Gerry said the first impressive work his wife did was initiating the Lights of Love tree. He said the project was contagious, and grew quickly. He scoffs at his wife's belittling of her mathematical skills and states that she has a very retentive mind that he relies on to recall certain events, or family connections.
She may have trouble multiplying and dividing fractions, but she can figure out piano theory," he said in awe.
For her part in helping improve the health care of the community, Jane was awarded the American Health Care Association Presidential Citation on Nov. 1, 1978.
She currently plays the piano every Tuesday for a sing-along at the Niobrara County Memorial Nursing Home, and teaches piano at the Wyoming Women's Center.
A variety of hobbies, interests
Since Gerry "retired" he has taken up gardening seriously which he has always enjoyed.
"I provide for a few birds that Wyoming has; feeding and watering them. Our garden is usually something people drive down the alley to see. It is a tremendous release for us. Every once in a while friends will call about their garden or about birds," he said.
Gerry has served a couple of terms on the American Association of Retired Persons state legislative committee. He also was an observer to the White House delegation on aging, which was a week's visit to the nation's capital that was an out-growth of the state legislature.
He has always been involved with schools. he says in 1943 Niobrara County had 13 school districts. School District No. 1 included the town of Lusk south to the county line and north to Hat Creek. There was a small school at Manville.
He said the state legislature encouraged counties to reorganize their school districts and Niobrara eventually did that. During these years he was named to the Wyoming Citizens Committee on Education and attended a Washington conference on education under the Eisenhower Administration. Then Vice-president Richard Nixon was their official host.
His most recent major work was the two-year compilation of the history of the Congregational Church in Lusk.
"The two institutions that deserve the most attention in a community are the churches and the schools," Bardo said.
Both of the Bardos have taught in church for a number of years since their retirement and lead a discussion group, which Gerry describes as "stimulating."
Helping to bring Women's Center to Lusk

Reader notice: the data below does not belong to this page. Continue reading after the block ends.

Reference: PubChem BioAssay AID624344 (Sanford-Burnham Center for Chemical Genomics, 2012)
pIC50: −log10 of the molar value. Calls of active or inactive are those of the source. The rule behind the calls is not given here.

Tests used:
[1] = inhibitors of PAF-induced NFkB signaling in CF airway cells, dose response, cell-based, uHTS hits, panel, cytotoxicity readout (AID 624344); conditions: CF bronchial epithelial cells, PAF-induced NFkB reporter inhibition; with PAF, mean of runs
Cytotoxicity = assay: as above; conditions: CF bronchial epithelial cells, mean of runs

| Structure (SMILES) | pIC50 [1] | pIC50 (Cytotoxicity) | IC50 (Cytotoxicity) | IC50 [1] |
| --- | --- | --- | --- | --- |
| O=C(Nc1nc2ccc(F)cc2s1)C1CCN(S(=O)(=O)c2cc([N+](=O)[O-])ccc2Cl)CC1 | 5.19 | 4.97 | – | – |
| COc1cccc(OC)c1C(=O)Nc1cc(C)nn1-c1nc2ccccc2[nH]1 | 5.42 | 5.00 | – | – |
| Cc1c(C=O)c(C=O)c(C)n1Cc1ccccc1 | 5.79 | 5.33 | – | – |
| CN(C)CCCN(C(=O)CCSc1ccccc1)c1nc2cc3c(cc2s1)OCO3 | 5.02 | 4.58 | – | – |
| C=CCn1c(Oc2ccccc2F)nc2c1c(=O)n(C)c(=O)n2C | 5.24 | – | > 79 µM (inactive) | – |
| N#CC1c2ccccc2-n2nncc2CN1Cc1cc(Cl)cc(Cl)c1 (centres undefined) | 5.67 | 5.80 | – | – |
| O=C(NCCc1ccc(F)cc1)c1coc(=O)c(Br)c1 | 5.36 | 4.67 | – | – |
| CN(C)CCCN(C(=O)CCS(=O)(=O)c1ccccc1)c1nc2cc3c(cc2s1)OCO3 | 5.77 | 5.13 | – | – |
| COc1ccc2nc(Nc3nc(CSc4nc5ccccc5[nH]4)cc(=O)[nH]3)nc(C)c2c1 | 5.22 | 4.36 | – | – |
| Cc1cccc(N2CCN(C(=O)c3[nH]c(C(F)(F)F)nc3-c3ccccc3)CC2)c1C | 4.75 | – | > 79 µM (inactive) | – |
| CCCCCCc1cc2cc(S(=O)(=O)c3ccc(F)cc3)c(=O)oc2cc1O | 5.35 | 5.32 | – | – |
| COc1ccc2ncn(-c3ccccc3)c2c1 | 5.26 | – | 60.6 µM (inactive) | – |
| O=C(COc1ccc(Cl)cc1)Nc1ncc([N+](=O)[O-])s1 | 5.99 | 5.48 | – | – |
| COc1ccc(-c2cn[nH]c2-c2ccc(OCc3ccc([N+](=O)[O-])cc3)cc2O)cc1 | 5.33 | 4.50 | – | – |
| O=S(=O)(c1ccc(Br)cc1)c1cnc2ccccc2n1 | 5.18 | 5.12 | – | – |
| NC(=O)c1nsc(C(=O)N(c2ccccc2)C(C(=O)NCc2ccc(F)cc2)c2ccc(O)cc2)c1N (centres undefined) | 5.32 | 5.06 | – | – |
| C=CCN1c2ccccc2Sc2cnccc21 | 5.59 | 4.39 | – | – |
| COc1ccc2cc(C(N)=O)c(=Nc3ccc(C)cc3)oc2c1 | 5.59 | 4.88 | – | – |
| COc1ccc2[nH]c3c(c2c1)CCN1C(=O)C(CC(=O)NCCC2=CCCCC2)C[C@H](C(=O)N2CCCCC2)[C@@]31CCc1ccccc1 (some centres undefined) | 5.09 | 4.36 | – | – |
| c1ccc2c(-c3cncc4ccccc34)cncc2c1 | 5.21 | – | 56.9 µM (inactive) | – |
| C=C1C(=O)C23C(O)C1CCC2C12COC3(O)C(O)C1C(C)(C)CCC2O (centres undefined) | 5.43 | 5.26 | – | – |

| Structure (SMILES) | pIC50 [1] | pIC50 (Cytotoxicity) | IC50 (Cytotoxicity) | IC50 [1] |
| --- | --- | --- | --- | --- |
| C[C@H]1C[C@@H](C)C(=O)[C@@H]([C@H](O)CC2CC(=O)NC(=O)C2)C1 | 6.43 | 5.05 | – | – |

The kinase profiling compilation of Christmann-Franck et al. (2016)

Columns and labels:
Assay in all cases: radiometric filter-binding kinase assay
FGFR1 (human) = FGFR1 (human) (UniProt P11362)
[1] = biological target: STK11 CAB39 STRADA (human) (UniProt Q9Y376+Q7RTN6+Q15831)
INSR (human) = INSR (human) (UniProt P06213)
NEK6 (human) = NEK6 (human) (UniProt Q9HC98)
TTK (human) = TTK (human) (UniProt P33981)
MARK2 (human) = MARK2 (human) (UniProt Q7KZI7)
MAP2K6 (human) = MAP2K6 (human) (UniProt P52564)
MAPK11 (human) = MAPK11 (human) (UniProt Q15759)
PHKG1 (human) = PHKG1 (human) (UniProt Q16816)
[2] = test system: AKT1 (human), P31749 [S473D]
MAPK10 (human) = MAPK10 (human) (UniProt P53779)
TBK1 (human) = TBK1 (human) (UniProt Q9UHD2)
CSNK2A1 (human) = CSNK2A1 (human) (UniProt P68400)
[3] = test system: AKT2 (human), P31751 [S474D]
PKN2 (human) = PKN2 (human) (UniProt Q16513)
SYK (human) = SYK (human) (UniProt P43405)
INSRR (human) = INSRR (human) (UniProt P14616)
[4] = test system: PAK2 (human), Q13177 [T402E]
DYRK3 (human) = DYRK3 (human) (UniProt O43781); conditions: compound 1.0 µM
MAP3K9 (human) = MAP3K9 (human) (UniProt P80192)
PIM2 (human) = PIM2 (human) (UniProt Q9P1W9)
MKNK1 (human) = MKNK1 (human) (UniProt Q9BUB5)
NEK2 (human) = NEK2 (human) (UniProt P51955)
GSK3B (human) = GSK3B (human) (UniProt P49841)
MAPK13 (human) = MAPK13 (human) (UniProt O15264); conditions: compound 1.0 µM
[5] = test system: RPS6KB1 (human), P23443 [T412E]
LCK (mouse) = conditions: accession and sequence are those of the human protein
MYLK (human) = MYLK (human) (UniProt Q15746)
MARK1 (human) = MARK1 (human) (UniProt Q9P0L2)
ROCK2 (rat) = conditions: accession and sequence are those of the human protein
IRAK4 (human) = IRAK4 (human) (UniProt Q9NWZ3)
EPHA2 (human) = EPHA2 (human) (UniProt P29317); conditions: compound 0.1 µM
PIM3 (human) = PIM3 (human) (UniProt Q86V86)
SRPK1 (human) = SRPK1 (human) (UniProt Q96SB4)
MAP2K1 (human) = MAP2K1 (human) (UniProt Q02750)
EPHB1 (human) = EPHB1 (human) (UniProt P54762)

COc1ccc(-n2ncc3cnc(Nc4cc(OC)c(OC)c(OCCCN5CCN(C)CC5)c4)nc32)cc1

Other community activities the Bardos were involved in helped bring the Women's Center to Lusk.
"We never would have accomplished it if Jim Griffith had not been the state auditor and been in close contact with the legislature and on the board," Bardo said. "Jim had a good relationship with (Gov. Ed) Herschler.
"Dick Pfister called one night and said 'why don't you and I drive over to Evanston to look at the Women's Center there:'"
Bardo said he asked Pfister if they shouldn't take some women along as well, which they did. He said Holbert Cochran flew them over. Pat Eikenberry, who was the editor of the paper at the time, also went with them, as did Bev Walsh.
"Judy Uphoff and an assistant met us at the airport, and gave us the run of the facilities. Judy arranged for the officers to come in and talk about the center and the relationship they had with the women. We came back convinced we really wanted it (the center).
"Pat and I started a number of stories. I was especially convinced of the benefit to the community economically. There was another benefit which was building social consciousness of the community. That's what has happened and continues to happen," he said.
Bardo was also involved with defending Niobrara's right to representation in the state legislature. He had to testify in federal court during the two-day trial and helped Eikenberry with the publicity.
"We won and the League of Women Voters appealed to the State Supreme Court. Lusk won. It brought the county together," he said, adding that some of the most effective testimony in the case came from Kenny Freeman.
"I am amazed to look back and see things I've been involved in since when I thought I was retired," Gerry Bardo said.